President Donald Trump captured the state of Florida on Tuesday night, in no small part by overperforming expectations with the Latino vote, according to statistics and media pundits.
The liberal New Yorker magazine tweeted: “In every Presidential election since 1992, the winner of Florida has gone on to the White House. This year, Donald Trump made Miami’s Latin-American community a major focus in his reelection effort.”
In an evaluation of the states of Florida, North Carolina, and Georgia, The New York Times determined that Hispanics increased their vote for Trump by 11 percentage points, having voted 62% for Hillary Clinton in 2016, but just 51% for Joe Biden in 2020.
Cuban American voters increased their vote for Trump by 14 percentage points in 2020 from four years ago, shifting from 55% for Clinton in 2016 to 59% for Trump in 2020.
“If Trump wins Florida, it will be a tribute to an incredibly robust state operation that focused like a laser beam on the Latino vote, with compelling Spanish-language ads and pointed messaging, particularly around socialism,” National Review editor Rich Lowry tweeted.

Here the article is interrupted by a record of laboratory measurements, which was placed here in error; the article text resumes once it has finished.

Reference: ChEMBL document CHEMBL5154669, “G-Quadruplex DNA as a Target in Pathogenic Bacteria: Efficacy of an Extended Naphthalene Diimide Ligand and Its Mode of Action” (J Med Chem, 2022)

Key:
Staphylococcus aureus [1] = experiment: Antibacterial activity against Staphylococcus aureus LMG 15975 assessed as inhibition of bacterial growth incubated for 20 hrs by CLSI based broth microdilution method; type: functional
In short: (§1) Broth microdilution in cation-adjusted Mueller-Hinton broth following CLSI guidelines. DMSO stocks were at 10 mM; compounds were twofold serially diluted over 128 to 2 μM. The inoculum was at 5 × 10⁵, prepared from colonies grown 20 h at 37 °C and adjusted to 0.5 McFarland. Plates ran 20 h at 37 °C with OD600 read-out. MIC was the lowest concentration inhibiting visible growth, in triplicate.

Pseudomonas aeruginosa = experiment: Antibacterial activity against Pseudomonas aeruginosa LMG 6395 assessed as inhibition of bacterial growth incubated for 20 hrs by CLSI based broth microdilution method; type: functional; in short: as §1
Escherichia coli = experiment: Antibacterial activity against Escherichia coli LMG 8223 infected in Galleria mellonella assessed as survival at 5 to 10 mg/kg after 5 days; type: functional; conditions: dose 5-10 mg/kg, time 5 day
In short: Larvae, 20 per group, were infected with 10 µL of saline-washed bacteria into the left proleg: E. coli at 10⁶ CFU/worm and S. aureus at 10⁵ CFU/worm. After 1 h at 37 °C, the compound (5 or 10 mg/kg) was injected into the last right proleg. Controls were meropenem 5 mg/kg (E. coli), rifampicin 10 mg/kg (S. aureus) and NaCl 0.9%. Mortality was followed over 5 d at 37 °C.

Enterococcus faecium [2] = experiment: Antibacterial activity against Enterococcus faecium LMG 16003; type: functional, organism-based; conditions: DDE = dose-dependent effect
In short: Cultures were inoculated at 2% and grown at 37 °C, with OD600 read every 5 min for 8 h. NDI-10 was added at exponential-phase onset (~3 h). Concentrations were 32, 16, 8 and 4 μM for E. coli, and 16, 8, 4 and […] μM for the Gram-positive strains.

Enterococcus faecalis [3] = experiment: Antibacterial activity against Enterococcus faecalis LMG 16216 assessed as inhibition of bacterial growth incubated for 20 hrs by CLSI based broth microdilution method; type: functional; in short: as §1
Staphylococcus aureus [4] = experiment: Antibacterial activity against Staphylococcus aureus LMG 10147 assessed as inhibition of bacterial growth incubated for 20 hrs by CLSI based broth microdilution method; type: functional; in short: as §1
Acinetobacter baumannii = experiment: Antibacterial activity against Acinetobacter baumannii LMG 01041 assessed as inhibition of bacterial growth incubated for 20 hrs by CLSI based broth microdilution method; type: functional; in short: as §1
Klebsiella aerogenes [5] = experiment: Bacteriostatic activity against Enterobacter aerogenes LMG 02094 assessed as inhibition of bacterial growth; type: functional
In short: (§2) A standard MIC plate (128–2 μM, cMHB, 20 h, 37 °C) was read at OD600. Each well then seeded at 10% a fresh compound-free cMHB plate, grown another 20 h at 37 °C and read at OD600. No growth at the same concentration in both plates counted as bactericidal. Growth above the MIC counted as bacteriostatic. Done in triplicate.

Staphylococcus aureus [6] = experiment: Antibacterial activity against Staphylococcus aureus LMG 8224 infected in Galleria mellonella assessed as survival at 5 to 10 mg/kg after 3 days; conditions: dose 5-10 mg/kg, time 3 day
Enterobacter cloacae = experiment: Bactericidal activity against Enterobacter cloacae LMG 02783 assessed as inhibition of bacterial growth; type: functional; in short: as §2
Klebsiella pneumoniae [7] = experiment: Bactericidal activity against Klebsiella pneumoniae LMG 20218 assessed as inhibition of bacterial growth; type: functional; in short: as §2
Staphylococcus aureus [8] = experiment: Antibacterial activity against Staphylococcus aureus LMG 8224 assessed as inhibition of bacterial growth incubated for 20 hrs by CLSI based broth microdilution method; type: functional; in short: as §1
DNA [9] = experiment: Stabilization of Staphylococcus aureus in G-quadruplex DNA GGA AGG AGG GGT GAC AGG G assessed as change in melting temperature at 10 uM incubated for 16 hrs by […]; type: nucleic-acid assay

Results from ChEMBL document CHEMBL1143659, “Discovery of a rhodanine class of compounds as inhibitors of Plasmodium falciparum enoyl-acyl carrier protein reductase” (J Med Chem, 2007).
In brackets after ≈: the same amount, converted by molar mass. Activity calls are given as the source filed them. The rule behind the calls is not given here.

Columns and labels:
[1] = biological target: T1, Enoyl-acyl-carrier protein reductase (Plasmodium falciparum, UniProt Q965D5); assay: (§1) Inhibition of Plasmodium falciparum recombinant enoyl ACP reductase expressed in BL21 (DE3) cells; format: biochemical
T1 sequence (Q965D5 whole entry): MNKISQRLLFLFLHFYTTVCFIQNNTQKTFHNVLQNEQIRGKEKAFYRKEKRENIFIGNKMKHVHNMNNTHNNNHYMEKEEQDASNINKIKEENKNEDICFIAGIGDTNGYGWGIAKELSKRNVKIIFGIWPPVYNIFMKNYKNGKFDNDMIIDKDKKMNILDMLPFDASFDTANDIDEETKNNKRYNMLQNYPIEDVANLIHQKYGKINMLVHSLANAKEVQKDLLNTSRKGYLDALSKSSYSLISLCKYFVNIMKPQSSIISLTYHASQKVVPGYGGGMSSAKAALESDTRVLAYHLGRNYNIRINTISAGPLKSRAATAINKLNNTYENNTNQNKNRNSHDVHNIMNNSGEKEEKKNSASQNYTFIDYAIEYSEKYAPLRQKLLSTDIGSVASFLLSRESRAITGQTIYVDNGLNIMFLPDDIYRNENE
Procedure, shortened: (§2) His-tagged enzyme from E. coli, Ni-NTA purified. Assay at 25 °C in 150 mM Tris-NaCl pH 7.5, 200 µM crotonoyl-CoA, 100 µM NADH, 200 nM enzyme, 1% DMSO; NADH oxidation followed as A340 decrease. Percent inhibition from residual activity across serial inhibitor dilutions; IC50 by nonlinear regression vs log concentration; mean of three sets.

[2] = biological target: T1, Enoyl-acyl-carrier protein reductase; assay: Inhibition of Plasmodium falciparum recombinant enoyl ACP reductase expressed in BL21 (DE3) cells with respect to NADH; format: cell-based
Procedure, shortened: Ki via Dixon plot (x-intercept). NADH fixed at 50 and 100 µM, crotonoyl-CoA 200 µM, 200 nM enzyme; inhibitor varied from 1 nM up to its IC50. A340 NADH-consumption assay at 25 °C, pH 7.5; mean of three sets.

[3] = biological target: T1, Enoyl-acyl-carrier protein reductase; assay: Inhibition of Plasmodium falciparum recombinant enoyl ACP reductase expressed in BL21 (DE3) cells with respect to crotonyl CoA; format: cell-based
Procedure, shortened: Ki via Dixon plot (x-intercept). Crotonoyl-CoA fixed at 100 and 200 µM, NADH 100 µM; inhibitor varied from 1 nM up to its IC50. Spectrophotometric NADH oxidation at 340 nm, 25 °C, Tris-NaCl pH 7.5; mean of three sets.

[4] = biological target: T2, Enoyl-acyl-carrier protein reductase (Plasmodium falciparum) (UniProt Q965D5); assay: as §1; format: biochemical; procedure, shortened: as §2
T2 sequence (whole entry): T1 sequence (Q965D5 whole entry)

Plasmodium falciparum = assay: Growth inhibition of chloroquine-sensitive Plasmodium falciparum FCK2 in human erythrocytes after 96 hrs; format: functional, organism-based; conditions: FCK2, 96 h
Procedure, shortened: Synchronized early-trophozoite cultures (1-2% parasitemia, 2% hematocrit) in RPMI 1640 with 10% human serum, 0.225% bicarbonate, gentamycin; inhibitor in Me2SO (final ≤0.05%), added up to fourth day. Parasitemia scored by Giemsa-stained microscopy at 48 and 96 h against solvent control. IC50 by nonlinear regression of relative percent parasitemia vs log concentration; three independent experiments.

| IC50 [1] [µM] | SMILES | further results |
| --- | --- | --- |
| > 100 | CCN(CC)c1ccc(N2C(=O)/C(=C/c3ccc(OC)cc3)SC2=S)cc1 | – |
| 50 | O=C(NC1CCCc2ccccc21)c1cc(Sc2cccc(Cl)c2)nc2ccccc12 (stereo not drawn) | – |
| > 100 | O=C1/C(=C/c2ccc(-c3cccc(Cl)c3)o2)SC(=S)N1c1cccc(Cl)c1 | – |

A Telemundo poll last week found Florida was an outlier for the Latino vote, as it was much closer there than in Arizona or Nevada.
Even with a Florida victory, Harry Zahn of PBS’ “NewsHour” noted that Trump still has much ground to make up.
“Trump has performed well in Florida. Did a good job cutting into Clinton leads among Cuban/Latino vote,” Zahn tweeted. “But a loss in either Ohio or North Carolina would be a heavy blow to Trump’s electoral map.”
Trump made a strong play during the campaign for the Hispanic vote in Florida, as much of that population is from Cuba and Venezuela, where people once lived under socialist tyrannies.
“Thousands of Republicans are waiting for Trump to touch down in Miami in his final push for votes in the critical swing state,” a producer at Britain’s ITV tweeted Nov. 1. “His route back to the White House is virtually impossible without winning Florida, and tonight, he is targeting the key Latino vote.”
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